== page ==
Each summer, the “Schlossfestspiele Heidelberg” festival brings performances of theater, opera and dance to the castle ruins. One evergreen favorite is Sigmund Romberg’s operetta The Student Prince, which of course was made even more famous by Ernst Lubitsch’s silent film of the operetta titled The Student Prince in Old Heidelberg and which is performed every summer as part of the festival.
Popular restaurants liked by the critics apart fom Schwarz in the Print Academy are: Ritter, Simplicissimus, Weisser Bock and Romer, all in the old town. Hugo’s in Rohrbacher Strasse offers simple but quite good food and a selection of wines in a pleasant and cozy atmosphere. The Moghul Tandoori Indian restaurant at Brückenkopfstr. 1, the building at the northern bank of the Theodor-Heuss-Brücke, the bridge linking Bismarckplatz with Neuenheim, is rather good for a German Indian restaurant and has a pretty terrace with beautiful views over the Neckar river and up to the castle. Kulturbrauerei and Brauhaus Vetter offer a range of home-brewed specialty beers and the kind of rustic German food that goes well with beer. The Untere Strasse, parallel to the Haupstrasse and one street closer to the river, has many bars for those feeling inclined to go bar-hopping (or pub crawling if they are British).
There are many hotels in Heidelberg. Some recommended by the city of Heidelberg are: Europäischer Hof Hotel Europa (one of the “Leading Hotels of the World”), the ancient Zum Ritter St. Georg on Marktplatz, chain hotels such as Crowne Plaza, Marriott or NH. For the more hip traveller, there’s the Art Hotel (www.arthotel.de) with its modern glass architecture, or the Hip Hotel in the Hauptstrasse (www.hip-hotel.de). The Holländer Hof and Zur Alten Brücke near the famous Old Bridge both look pleasantly inviting and there is also the relatively new Villa Marstall.
The Heidelberg Convention and Visitors Bureau (www.heidelberg-marketing.de) helps tourists with planning a trip and hotel reservations. It can help with guided tours, such a panorama bus tour or a boat trip on the Neckar.
Heidelberg Castle Illuminations
Heidelberg Castle Illumination and Fireworks: Several times every year, the Castle Ruin is bathed in red light in memory of the two fires of 1689 and 1693. The spectacle is combined with a spectacular firework display over the River Neckar. In 2023 the spectacles will take place on June 3, July 8 and September 2.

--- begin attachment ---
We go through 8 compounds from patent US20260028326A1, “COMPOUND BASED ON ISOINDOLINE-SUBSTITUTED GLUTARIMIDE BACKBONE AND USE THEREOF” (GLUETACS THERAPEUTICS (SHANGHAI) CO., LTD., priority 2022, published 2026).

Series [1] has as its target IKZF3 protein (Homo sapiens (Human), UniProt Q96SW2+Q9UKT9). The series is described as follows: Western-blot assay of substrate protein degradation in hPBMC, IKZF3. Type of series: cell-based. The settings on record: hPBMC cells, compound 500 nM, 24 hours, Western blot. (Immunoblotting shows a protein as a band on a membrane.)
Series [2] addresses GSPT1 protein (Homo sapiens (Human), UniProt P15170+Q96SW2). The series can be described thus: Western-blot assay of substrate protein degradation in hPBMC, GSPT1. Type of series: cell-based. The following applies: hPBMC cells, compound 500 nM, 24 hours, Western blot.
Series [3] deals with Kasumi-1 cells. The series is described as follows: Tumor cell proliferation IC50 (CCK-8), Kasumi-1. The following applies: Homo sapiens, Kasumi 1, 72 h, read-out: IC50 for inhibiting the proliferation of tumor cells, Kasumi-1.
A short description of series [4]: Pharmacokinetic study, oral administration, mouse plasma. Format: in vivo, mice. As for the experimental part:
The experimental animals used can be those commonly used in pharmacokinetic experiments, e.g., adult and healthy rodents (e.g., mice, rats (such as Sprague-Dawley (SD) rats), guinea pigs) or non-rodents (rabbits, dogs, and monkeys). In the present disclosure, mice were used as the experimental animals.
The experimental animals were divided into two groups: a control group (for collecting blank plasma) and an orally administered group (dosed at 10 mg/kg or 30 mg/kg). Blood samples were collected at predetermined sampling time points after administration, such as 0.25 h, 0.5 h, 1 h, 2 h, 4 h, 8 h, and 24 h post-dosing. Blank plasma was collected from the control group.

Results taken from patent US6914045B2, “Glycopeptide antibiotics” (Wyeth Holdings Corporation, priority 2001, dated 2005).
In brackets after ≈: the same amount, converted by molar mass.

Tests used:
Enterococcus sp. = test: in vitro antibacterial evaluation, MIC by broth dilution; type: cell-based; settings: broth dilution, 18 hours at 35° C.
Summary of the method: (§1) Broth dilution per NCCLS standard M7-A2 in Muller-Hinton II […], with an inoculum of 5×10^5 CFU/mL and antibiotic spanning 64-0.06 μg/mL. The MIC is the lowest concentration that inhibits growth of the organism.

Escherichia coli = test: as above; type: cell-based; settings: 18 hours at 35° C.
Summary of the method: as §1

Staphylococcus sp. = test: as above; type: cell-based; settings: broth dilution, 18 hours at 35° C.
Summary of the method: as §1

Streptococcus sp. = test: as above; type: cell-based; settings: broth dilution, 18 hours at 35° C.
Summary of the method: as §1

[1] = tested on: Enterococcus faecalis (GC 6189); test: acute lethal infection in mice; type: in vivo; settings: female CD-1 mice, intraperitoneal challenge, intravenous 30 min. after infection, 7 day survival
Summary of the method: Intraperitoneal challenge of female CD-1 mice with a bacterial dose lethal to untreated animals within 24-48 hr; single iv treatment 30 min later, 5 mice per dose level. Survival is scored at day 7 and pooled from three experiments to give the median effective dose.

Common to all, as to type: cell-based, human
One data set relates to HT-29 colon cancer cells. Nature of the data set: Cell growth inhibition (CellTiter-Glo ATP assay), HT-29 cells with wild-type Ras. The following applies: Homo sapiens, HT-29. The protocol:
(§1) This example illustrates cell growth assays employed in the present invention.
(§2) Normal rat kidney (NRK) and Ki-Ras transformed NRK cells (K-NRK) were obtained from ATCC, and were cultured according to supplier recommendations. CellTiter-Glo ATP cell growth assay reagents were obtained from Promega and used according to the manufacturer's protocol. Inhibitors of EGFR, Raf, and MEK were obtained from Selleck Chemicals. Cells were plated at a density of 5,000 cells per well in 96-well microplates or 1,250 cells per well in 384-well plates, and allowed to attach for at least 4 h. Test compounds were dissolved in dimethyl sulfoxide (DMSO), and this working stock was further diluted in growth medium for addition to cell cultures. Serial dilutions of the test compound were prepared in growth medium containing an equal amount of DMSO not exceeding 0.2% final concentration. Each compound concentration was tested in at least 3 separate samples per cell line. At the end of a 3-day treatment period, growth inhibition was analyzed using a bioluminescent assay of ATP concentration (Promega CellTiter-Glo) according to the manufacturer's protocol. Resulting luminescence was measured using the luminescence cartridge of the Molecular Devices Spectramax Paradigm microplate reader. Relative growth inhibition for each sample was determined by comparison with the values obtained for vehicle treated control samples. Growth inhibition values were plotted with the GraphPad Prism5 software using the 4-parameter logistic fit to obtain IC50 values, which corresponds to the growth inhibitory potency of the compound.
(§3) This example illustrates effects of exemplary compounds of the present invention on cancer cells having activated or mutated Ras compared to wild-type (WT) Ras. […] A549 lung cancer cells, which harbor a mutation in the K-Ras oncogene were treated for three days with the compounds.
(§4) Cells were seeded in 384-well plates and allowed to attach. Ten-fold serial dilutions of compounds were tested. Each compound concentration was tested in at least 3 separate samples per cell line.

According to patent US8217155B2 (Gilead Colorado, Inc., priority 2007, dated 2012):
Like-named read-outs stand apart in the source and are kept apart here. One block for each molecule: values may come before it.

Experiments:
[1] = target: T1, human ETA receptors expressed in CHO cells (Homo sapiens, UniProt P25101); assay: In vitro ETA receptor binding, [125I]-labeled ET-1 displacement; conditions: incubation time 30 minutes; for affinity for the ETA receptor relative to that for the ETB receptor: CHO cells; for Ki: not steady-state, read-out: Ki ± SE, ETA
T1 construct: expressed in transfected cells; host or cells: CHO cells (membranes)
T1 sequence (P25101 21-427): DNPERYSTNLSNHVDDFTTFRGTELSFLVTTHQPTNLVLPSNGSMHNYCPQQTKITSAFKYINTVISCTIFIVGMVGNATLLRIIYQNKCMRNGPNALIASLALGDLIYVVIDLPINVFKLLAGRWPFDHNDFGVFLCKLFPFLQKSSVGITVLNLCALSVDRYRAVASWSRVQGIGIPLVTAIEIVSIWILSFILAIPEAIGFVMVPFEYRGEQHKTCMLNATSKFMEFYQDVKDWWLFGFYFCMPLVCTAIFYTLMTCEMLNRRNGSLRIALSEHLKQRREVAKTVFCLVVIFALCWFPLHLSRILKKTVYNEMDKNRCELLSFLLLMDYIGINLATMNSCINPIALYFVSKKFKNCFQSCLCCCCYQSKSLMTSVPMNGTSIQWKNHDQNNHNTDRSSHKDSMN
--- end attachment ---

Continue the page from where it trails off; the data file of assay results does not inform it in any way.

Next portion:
The ruins of Heidelberg Castle are among the most important Renaissance structures north of the Alps. The castle has been destroyed several times in its history, by bolts of lightning, for instance in 1537 when much of the upper part of the castle was destroyed, and again in 1764.The castle was also badly damaged in two major wars, the Thirty Years” War and the Palatinate War of Succession.
The city of Heidelberg was badly damaged during the Thirty Years” War (1618-1648), one of the most destructive conflicts in European history, when opposing armies fought in the hills above the town, and then again during the Palatinate War of Succession, also known as the War of the Grand Alliance (1689-1697). In 1693, the troops of the Sun King Louis XIV burnt down the castle, leaving behind the world-famous ruins.
To commemorate the destruction of the castle by the French, Heidelberg celebrates castle illuminations three times every summer. Picturesque Bengal fires flood the ruined walls in a dazzling red light. When the fire has died down, it is followed by a brilliant fireworks display over the Neckar. The Elector Friedrich V first had the fireworks staged in 1613, in order to provide a fitting welcome for his newly-betrothed wife Elizabeth Stuart. These fireworks laid the cornerstone for the later festivals of light held in the night sky over Heidelberg.
For the best view, find a space along the river routes Neckarstaden (south bank) or Ziegelhäuser Landstrasse and Neuenheimer Landstrasse (north bank). Or you can watch the spectacle from one of the boats which offer special trips along the river.
The Castle Illuminations are always accompanied by a concert at 18:15 in the Heiliggeistkirche (Church of the Holy Spirit) on Marktplatz (Market Square). For tickets, call +49 (0)6221. 5820000.
The fireworks are ignited from the Old Bridge, which is closed to pedestrians from 17:00. Those on foot or bicycle can cross the river via the weir beside Karlstor and both pedestrians and cars can use the Theodor-Heuss-Bridge connecting Bismarckplatz with Neuenheim. All traffic is diverted from the roads along both sides of the Neckar river routes from around 21:00 until after the crowds have dispersed around 23:00 hours.
Much of the information in this article is taken from Heidelberg Tourist Marketing, www.heidelberg-marketing.de